When shopping for an IT product, we generally focus on the vendor's offering to determine its appropriateness for the organization. But when considering an SDN platform, you need to be able to articulate your specific business and technology needs clearly and with a high level of detail. After all, SDN will generally require a re-architecture that affects the entire IT spectrum.
It's not enough to say, "I want more efficient operations," or, "I wish I could reduce network Opex." Instead, you need to understand your operations thoroughly so you can articulate your challenges to your prospective vendors. To do that, your organization will need to get lead engineers and/or consultants involved since they know IT operations inside out.
It's also important not to make the mistake of using only your network team to tell your organization's story. If your organization is siloed, you must consider building a cross-functional team to paint the most vivid picture of your IT operations. SDN has the potential to bring together folks from the virtualization, server, storage, development and network teams. Building such a cross-functional team might be a culturally challenging step to take, but it's one with a potentially big payoff if those teams work together to integrate each other's functions into IT engineering as a whole. SDN is a good catalyst for breaking down silos.
The reason for all of this internal soul-searching is simple: SDN vendors don't know what you want in most cases, so they are chasing a moving target, hoping to hit an elusive bulls eye. While the buzz around SDN is tremendous, most shops don't quite know why (or even if) they need SDN. Therefore, a potential SDN customer needs to go into vendor discussions armed with specifics. That will force the vendor to respond in kind -- with specifics. From there, a customer can begin to explore the vendor's platform in detail and understand just how it will change their network.
Know the vendor's SDN platform offering
With so many networking vendor products sporting "SDN" branding, a customer must carefully qualify what a vendor's offering can actually do. While this might sound obvious, SDN means different things to different vendors, and all of them are trying to cash in on the hype. A customer must therefore probe deeply under the hood, as there are no safe assumptions when it comes to an SDN product. The marketplace is simply evolving too quickly.
Along with determining what the product does, a customer should also consider what the SDN product does not do. Perhaps discovering the negative is implied in a mandate to discover the positive, but in the case of SDN, determining what a product cannot do is as important. There are several major considerations:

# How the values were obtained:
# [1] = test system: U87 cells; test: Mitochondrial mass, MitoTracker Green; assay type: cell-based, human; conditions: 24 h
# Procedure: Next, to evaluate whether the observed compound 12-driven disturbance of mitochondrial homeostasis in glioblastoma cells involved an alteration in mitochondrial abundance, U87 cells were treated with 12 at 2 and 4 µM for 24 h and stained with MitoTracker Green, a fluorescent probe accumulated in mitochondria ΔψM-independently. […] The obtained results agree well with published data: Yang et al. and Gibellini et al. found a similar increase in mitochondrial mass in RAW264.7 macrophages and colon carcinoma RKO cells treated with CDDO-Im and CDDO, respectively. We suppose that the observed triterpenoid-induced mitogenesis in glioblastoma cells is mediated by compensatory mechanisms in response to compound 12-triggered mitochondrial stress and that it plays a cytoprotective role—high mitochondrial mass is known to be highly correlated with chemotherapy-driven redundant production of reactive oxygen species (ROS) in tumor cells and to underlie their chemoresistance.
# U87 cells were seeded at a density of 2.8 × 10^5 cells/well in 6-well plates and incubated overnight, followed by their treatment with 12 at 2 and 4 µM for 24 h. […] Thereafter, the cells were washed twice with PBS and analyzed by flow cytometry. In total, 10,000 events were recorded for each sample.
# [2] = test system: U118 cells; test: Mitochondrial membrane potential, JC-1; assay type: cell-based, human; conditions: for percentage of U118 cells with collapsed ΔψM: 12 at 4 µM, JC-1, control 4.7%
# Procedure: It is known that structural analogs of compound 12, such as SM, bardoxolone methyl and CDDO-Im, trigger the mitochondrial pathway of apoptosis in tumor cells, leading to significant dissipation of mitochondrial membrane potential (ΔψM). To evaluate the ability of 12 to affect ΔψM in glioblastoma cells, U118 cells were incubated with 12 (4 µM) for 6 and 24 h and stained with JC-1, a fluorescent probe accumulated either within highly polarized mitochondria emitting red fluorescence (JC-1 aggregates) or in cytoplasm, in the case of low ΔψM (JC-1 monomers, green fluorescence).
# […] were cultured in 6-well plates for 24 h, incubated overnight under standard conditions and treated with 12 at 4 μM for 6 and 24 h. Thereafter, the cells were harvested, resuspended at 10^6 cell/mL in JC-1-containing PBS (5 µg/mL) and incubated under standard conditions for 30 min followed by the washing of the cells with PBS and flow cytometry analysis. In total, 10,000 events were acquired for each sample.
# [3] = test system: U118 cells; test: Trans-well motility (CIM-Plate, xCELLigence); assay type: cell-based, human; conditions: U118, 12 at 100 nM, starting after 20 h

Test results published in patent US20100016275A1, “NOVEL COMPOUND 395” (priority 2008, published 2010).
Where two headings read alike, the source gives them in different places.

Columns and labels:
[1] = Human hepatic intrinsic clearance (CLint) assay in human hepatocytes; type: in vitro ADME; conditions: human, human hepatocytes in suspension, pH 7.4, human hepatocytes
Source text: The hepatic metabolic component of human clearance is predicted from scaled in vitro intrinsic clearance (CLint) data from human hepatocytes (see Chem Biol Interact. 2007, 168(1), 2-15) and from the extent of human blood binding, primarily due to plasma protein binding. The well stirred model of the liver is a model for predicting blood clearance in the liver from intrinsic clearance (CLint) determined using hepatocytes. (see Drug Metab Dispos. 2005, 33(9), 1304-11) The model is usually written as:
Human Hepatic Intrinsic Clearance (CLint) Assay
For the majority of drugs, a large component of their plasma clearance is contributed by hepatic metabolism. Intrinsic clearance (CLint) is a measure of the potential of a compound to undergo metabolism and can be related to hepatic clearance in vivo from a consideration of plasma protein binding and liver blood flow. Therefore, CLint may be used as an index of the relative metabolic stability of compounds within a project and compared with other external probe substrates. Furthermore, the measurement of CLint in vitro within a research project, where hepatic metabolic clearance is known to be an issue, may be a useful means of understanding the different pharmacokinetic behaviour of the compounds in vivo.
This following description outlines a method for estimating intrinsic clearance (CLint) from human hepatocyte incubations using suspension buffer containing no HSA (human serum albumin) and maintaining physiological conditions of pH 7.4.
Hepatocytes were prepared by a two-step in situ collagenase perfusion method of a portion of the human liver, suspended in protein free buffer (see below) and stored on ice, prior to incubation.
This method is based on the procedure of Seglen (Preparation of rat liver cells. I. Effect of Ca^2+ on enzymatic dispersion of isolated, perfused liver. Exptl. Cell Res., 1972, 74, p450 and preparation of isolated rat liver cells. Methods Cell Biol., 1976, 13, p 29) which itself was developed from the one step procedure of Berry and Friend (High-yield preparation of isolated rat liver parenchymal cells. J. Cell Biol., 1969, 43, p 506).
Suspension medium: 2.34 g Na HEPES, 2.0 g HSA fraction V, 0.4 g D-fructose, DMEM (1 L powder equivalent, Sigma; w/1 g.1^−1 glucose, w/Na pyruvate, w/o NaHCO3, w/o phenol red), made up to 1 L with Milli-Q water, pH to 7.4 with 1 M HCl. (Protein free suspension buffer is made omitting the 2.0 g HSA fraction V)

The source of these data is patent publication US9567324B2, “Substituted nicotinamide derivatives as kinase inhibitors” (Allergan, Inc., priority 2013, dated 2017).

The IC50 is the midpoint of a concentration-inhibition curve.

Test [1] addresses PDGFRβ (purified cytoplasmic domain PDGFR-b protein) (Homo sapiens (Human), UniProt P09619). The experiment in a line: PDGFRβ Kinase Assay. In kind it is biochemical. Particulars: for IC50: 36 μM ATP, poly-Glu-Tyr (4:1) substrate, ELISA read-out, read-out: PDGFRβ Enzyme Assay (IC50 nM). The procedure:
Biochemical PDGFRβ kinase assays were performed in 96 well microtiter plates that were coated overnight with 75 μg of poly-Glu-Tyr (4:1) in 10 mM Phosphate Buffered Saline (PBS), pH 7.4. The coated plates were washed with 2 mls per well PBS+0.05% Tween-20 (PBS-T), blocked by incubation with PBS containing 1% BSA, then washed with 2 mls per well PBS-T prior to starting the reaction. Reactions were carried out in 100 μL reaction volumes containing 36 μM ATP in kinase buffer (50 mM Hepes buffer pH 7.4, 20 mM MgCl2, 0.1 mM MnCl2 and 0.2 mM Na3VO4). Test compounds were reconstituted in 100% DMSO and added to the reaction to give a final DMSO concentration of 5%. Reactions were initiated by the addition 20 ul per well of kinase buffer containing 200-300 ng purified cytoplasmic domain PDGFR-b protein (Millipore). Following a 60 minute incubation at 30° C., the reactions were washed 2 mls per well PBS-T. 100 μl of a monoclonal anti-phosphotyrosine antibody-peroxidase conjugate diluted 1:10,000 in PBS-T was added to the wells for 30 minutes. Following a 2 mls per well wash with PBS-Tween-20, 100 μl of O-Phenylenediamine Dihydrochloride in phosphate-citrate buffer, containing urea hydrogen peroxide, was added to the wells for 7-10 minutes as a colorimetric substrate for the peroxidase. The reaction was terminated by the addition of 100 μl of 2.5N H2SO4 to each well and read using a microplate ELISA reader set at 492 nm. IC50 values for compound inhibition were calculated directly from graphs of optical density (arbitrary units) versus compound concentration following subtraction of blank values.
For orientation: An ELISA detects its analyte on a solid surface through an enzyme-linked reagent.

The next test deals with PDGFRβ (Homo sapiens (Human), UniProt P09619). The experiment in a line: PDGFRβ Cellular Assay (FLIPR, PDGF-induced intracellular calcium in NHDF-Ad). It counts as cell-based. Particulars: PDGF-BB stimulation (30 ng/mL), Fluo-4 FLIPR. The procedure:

Performance: If your use for SDN anticipates handling tens or hundreds of thousands of flows per second (or even more), you need to be sure the platform you're evaluating has that capability. Hardware switches that rely on OpenFlow are sometimes hamstrung in high-volume data center environments, all depending on what specific operations they are being asked to do. Certainly there are SDN architectures that can handle large data center environments, but the vendor will need to explain how its architecture scales, and you will need to consider how that might impact your existing network.
Dependencies: Does the product you are considering assume something specific about your environment in order for it to deliver as promised? Perhaps the platform can provision application delivery controllers, but only if they are from vendor X. The platform doesn't work with vendor Y. Or maybe you're considering an application that expects you have OpenFlow-capable switches deployed across your environment already. No OpenFlow? No application.
Roadmaps: IT vendors are famous for introducing new features via a roadmap, where truly wonderful feature X will be available in the Q1 of next year (maybe). When it comes to SDN, don't get sucked in by a roadmap promise. Instead, focus on what the product can demonstrably do now. While some vendor roadmaps are fairly safe indicators of what's coming, the SDN market is too volatile to take a roadmap seriously. The SDN market is changing as customers mature in their understanding of what SDN can do and why they might want to deploy it. Vendors are reacting accordingly, which impacts their roadmaps.